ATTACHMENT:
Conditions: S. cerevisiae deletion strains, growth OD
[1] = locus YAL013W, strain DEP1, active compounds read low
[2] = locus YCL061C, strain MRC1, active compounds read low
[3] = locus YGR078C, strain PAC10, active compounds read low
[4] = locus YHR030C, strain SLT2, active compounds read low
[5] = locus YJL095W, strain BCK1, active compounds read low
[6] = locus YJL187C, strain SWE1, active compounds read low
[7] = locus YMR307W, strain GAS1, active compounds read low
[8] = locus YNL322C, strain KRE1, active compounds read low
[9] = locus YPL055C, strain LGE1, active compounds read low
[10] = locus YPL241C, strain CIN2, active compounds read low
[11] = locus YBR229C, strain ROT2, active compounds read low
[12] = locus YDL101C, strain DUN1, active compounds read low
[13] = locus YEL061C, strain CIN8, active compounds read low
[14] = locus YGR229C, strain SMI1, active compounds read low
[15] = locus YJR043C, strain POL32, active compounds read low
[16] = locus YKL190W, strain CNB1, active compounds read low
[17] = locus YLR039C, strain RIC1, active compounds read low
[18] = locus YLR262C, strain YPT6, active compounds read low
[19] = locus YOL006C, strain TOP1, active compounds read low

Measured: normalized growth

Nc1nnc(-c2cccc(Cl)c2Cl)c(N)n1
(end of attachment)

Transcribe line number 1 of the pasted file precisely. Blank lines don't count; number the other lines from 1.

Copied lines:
Conditions: S. cerevisiae deletion strains, growth OD